As a resident of New York City, I am acutely aware of the perils of neuroticism. This town is full of it. I am as guilty as anyone, although I try to keep it under wraps. If I wasn’t concerned about looking like a control freak in front of clients and friends, I would grill waiters about how dishes were prepared, and issue specific instructions (not that I expect compliance, but one can always hope), And I’m not the worst offender. I’s not uncommon for hosts to get calls from dinner party guests telling them what foods they won’t eat (and that isn’t due to allergies or religious strictures). Entertaining is always fraught, but now menu planning has become a minefield.
How did all these picky eaters come to be? I doubt they were difficult as children (in my day, that wasn’t well tolerated). Somehow, advertising, diet fads, and fears about food safety have helped create a vigilant cohort of customers. But how great is the net gain? They may feel they are eating healthier; given the lousy state of nutrition science, it’s hard to know for sure. And being that watchful takes some of the fun out of food.
Now consider this new service idea from Springwise, a newsletter that writes breathlessly about “new ideas for entrepreneurial minds”:
Mapping the best and worst seats in hundreds of airplanes, SeatGuru is one of our favourite examples of transparency tyranny—the power of detailed information to help consumers find the best of the best and leave the rest behind. So we were pleased to hear about TripKick, a similar venture that’s tackling another aspect of travel: hotel rooms. While TripAdvisor (which acquired SeatGuru in 2007) gives travellers access to detailed hotel reviews by other travellers, who occasionally include info on which rooms to book, there’s definitely an opportunity in getting specific about individual rooms.
TripKick—”your hotel sidekick”—launched with about 250 hotels in 10 US cities, with more to follow. Coverage of each hotel includes detailed information on which rooms to request: which rooms are oversized (rooms ending in 03 and 04, for example), which have great bathrooms or are quieter than others. TripKick, which spent a year gathering all of this information, also points out which floors are better, and which to avoid. Guests are encouraged to add their own reviews and upload photos of rooms they’ve stayed in.
Is this much information really empowering, or does having such fine grading merely make some people unhappy when they don’t get what their little website says is the best? John Kenneth Galbraith noted that consuming (he really meant shopping) takes effort. This level of shopping is work for perilous little return.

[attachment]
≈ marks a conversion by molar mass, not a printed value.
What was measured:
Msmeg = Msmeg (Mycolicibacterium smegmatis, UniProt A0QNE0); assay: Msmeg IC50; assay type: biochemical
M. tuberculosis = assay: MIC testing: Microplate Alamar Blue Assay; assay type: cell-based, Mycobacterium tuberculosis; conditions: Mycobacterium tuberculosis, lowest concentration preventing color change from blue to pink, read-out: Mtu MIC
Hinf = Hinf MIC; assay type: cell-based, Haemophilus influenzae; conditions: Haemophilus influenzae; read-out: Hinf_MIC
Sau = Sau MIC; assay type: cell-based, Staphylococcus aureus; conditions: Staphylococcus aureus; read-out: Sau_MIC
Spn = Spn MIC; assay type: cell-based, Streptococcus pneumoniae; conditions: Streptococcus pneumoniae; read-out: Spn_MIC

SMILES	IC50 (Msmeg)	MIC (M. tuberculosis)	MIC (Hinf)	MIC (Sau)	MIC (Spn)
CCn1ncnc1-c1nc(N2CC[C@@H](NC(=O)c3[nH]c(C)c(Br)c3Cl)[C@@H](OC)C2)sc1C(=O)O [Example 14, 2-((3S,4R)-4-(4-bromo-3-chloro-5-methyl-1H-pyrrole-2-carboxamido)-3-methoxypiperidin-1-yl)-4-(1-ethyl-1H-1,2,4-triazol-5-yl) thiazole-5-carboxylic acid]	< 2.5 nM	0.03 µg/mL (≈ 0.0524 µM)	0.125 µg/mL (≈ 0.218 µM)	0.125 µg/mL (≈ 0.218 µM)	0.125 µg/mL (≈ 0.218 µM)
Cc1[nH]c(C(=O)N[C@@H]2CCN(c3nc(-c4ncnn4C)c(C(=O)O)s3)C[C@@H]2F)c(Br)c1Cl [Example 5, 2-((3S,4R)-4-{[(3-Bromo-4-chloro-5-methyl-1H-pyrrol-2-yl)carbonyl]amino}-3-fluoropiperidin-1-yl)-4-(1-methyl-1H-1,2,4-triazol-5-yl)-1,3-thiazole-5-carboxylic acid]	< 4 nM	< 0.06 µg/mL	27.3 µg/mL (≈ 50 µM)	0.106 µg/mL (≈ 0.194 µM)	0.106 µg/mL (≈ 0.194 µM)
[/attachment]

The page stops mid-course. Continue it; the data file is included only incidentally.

The fallacy of these services is that the difference BETWEEN vendors and classes is much greater than within. A two class plane has worse business class seats than in three class plane, and getting cross country planes that fly international routes too are the best. And even within a grade of service, the vast majority of customers pick a carrier based on some combination of price, schedule, and mileage group preferences. Thus, obsessing about one’s seat beyond a few obvious considerations (avoiding middle seats, not being in the back row) takes care of most problems. The rest can usually be solved by earplugs or noise-canceling headphones.
And that goes double for hotels. The difference between a Ritz and a Raddison is greater than the difference in rooms (within the same room category) in a facility in either chain. The very few times I’ve been unhappy with rooms has been when the problem was endemic to the hotel: chambers as dim as a bar when I needed sufficient light to work (I guess I misunderstood what sort of business customer they were catering to), rooms that were badly in need of refurbishing (unavoidable in Zagreb), or sub par room service. A hotel isn’t home; is it really worth fussing about getting the “best” room on the “best” floor?
Now I’ll admit that there may be value in seeing the photos of typical rooms if, say, you are planing a vacation stay. Then comfort is a greater consideration. But again, the main benefit is making comparisons between hotels or room grades, not within.
Innovation expert Michael Schrage says that most businesses need to fire 15% of their customers. With services like these fostering generally unproductive fussiness, he may have to raise that threshold.